This month of January, it’s time to treat yourself with galettes de rois with frangipane, to discuss this specialty and try to find as many beans as possible! Let’s go for Epiphany!
30 million cookies sold each year
Dominique Anract, president of the National Confederation of French Bakery-Pastry (CCNBPF), said that 30 million galettes would be consumed each year by the French in January, thus representing 5% of the annual turnover of the sector. A survey conducted by Epicery reveals that 96% of French people intend to taste at least one pancake.
Even if you hurry, from February the galettes will stop being available in bakeries and supermarkets. But why this 11-month hiatus, despite their great popularity? After all, pancakes are not only eaten on Candlemas. So why not serve the yule log as a dessert for December, keep the galette for January or eat chocolate eggs only at Easter?
A very expensive product
Budget and complexity are the first factors to consider. “Flour, milk and eggs are enough to make pancakes, while ground almonds or frangipane are needed for pancakes, which are much more expensive products. The Yule log is also more complicated to make”. That’s what it says Clémentine Hugol-Gential, professor at the University of Burgundy and expert in questions of mediation and food media coverage.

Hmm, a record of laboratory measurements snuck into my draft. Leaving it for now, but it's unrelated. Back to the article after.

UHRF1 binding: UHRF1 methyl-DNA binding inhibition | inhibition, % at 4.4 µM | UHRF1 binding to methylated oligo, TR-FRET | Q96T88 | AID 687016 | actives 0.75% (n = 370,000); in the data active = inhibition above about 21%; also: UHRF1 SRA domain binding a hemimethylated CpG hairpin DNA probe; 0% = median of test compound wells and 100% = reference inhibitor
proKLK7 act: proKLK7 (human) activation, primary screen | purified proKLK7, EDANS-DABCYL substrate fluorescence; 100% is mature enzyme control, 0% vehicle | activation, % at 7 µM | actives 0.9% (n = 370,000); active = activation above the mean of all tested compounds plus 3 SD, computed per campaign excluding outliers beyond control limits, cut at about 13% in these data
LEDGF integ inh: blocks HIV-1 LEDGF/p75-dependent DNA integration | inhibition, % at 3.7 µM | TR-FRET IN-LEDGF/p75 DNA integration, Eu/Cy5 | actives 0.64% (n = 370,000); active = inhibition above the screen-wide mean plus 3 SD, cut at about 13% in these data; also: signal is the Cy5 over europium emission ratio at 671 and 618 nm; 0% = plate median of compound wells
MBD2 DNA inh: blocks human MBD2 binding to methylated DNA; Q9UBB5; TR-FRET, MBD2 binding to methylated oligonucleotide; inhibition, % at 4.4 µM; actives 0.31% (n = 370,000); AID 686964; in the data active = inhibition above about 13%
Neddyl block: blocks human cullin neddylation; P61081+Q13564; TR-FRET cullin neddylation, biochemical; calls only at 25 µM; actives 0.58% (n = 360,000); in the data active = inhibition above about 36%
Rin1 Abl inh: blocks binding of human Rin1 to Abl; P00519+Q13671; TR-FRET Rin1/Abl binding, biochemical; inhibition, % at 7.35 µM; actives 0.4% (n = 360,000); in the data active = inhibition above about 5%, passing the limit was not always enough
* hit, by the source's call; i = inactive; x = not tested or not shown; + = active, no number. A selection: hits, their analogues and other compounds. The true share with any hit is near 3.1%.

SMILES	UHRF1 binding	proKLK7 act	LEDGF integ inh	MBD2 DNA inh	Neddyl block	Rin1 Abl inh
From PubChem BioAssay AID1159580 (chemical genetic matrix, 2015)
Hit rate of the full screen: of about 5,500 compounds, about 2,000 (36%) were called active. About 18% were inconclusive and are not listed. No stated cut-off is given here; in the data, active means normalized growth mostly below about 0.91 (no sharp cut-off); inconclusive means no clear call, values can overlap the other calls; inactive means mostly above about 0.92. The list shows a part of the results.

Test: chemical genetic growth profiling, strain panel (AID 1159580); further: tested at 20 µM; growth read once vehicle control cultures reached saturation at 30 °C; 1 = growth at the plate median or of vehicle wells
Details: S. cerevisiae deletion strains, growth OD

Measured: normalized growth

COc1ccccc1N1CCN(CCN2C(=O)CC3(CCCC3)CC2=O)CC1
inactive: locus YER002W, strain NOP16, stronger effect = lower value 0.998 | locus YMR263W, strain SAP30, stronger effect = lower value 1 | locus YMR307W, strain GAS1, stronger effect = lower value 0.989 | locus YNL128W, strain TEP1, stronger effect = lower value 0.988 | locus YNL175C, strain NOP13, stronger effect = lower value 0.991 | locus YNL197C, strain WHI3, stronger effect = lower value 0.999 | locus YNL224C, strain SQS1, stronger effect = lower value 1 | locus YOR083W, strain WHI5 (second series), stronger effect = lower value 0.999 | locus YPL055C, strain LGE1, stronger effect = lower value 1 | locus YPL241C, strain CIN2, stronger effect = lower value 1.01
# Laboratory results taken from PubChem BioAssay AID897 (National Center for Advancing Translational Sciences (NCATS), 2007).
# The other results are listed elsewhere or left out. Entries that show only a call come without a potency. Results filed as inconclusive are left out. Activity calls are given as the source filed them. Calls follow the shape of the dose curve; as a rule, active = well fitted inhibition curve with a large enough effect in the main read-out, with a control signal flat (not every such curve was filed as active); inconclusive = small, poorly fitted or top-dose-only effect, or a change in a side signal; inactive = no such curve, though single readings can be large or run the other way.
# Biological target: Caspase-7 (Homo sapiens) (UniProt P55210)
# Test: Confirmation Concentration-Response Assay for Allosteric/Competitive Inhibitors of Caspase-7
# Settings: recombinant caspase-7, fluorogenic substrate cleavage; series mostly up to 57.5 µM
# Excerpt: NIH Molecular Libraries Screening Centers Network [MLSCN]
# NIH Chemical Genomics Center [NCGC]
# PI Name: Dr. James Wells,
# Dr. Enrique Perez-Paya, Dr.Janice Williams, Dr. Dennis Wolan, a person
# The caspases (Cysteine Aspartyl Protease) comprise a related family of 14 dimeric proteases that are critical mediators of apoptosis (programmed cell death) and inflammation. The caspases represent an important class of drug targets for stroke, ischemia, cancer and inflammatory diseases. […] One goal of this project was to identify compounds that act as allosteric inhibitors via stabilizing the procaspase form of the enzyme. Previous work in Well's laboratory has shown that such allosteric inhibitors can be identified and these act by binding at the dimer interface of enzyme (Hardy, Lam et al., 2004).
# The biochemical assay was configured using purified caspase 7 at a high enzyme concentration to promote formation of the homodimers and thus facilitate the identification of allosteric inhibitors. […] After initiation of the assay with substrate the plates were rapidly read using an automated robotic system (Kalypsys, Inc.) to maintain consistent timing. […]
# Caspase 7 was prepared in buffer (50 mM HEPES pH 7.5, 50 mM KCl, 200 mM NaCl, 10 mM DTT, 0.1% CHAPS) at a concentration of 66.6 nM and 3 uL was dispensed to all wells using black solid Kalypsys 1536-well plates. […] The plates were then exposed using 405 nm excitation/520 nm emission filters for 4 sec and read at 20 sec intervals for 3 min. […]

By making the Galette des Rois a rare product, bakers and pastry chefs have made it possible to treat themselves to a little special pleasure on just one occasion of the year. This is manifested by the limited number of galettes sold and the high price of each.
Dominique Anract is convinced that the galette would not be as popular if it were offered all year round. To support his arguments, he cites pastries such as pithiviers or dartois which, despite their presence throughout the year, do not have the same success as the galette. You might not even know they existed.
A ritual well anchored in society
Pagan and Catholic holidays very rooted in popular culture, such as the Galette des Rois, the Christmas log and Easter eggs, are much better known than Candlemas. Marie-Eve Laporte, teacher-researcher at the IAE Paris-Sorbonne and specialist in the evolution of eating behavior, points out that, on February 2, 2023, Catholics will celebrate the presentation of Jesus in the Temple, while the Epiphany will be remembered. through the Galette des Rois – whose name is a significant clue.
It can be consumed outside of January, but that would not be as significant. Even if we are not believer, this custom is considered a sacred act. Clémentine Hugol-Gential emphasizes that rituals, celebrations and the sharing of traditions are necessary for a society, whatever its spirituality.